Thrust Producing Engines: A Discussion of Performance vs Efficiency

721 words | 3 page(s)

Every three or four years when the airlines need to consider the purchase of new airplanes, in addition to the considerations they must make on passenger load configurations and baggage capacity, they must consider the question of performance versus efficiency.

Today’s airplanes have a choice of two basic types of engines, those that turn propellers or rotors and those that produce a direct high velocity discharge that generates thrust or forward momentum. While the engines that turn propellers is usually less in cost and operate on more efficient fuel sources, the direct thrust jet engines can’t be beat when it comes to power and reliability. So because of this fact alone today’s modern airplanes are generally equipped with direct thrust producing jet engines.

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At this point in the decision making process, all other things being equal, the airline is faced with the decision of whether to purchase the airplane with a high performance jet engine that can propel the aircraft at supersonic speeds or to settle for a more fuel efficient jet engine that will operate a little slower? Since the government has set limits on the speed in which an aircraft can travel over land due to the potential to generate a sonic boom when the airplane travels faster than the speed of sound and generates a shock wave the consideration of how fast the airplane can travel is moot. Also due to the fact that all airport arrivals and departures are carefully timed all travel routes and distances are set to allow even the slowest airplane to make the time necessary to arrive at their gate when scheduled. If they were to arrive too early they would not have any place to unload and would create a traffic jam on the tarmac and be in the way of airplanes trying to take off. (14 CFR 91.817 Subpart 1)

So the real concern is what can they do to get the engine that will operate with the most efficient thrust to weight ratio leaving enough power and lift for emergency short take off and landings? The original jet engines were turbojet engines which were very inefficient for flight slower than he speed of sound. Today’s modern jet engines are much more efficient because they use a high bypass turbo fan which offers better fuel efficiency than even some of the older turbo prop rotating engines and doesn’t reduce the performance of the aircraft. Since all jet engines are considered as reaction engines, generating forward thrust by rearward exhausting of gas or air, the key questions are how efficiently does the engine use its fuel source and how tightly does it compact its exhaust through the propelling nozzle? The engine that does this the most efficiently and weighs the least is the one the airlines are looking to fit on the airplanes they purchase.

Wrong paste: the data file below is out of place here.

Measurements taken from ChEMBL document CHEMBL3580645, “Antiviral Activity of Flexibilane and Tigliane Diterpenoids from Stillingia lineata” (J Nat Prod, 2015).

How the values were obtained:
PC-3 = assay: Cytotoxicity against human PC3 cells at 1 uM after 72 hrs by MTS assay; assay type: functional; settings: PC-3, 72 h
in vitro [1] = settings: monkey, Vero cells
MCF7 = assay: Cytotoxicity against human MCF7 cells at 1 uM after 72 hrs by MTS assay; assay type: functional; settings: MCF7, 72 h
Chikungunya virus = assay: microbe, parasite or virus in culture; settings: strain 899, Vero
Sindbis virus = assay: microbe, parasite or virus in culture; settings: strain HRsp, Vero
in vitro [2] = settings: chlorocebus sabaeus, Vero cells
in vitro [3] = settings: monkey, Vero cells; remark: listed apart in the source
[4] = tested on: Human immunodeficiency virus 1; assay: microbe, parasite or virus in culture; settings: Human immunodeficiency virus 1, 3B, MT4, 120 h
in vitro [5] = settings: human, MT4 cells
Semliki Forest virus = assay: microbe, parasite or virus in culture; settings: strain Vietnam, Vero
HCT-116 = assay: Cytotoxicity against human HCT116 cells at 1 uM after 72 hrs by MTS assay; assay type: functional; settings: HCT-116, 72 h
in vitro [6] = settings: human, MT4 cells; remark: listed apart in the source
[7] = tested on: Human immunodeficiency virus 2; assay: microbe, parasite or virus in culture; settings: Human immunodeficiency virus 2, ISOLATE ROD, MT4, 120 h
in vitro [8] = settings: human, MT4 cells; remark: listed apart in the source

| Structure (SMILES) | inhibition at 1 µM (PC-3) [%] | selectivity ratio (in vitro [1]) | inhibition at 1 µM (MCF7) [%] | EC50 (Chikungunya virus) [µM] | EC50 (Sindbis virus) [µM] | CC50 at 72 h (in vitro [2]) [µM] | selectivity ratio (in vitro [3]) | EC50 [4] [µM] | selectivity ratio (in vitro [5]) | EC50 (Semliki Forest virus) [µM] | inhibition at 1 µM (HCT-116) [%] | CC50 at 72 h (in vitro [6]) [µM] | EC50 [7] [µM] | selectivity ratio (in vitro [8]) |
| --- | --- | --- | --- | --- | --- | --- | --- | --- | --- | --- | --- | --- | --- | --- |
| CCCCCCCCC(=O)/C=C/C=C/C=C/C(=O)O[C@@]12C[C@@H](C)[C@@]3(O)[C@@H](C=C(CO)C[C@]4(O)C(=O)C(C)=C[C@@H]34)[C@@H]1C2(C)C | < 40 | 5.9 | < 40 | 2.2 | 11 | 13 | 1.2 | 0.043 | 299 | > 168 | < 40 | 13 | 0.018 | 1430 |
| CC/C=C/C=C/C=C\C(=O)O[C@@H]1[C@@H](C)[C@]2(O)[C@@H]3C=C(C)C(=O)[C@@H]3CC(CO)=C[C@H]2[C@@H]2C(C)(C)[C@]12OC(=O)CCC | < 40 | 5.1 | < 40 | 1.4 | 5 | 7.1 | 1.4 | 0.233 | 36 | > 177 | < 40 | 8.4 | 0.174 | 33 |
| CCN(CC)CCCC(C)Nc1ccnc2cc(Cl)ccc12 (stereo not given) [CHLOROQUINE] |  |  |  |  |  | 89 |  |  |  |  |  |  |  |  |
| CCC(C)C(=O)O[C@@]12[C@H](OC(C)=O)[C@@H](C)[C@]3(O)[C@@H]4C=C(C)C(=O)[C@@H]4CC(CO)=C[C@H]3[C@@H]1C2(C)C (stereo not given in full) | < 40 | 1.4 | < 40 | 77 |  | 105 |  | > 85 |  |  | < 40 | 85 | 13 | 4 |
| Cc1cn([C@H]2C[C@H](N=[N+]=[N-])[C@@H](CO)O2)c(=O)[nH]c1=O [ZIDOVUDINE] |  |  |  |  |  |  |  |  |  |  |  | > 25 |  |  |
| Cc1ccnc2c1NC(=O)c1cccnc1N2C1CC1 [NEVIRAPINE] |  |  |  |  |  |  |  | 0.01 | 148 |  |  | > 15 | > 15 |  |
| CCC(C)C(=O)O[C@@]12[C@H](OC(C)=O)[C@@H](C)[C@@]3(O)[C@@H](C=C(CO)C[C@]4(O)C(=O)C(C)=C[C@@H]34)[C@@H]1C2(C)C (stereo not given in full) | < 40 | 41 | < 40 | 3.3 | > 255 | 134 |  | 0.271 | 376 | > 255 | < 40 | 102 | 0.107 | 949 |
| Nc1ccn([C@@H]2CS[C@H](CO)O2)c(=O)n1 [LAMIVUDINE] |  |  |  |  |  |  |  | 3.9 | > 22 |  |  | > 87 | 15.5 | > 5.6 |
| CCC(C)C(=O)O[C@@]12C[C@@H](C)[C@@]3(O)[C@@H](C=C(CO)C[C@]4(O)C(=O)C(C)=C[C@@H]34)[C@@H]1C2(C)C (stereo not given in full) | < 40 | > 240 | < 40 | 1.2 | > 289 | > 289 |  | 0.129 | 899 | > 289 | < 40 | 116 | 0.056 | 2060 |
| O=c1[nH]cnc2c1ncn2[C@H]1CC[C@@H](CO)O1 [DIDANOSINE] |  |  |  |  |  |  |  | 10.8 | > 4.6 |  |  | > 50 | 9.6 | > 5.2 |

There have been various design changes within this field but the results have not caused substantial changed the performance verses efficiency debate but rather more focus on the thrust to weight ratio index. The engines that produce the highest propulsive efficiency are the ones that airlines look to for their short haul continental flights because they have a longer cycle between required maintenance and their per pound fuel consumption at subsonic speeds is a lot less than say the turbojet engines used in military aircraft with an after burner or those found on the former Concord for trans-Atlantic flights.

It is a very tricky decision that each airline must make when they buy the new planes. If we look at the real simple comparison and realize that E=FxD (Energy = Force x Distance) we can see that as long as most airlines use the hub method and fly more flights shorter distances with heavier loads the engine design that will give them the best performance value for their money is the turbo fan jet engine with the high bypass fan that produces over 58,000fp of thrust. It saves money on fuel and is ultra efficient but it has enough emergency power for a short field take off and landing allowing the airline to fly into smaller regional airports for additional revenue and passenger satisfaction.

  • US Government Federal Flight Regulations (2005), Title 14: Aeronautics and Space, PART 91—GENERAL OPERATING AND FLIGHT RULES, Subpart I—Operating Noise Limits

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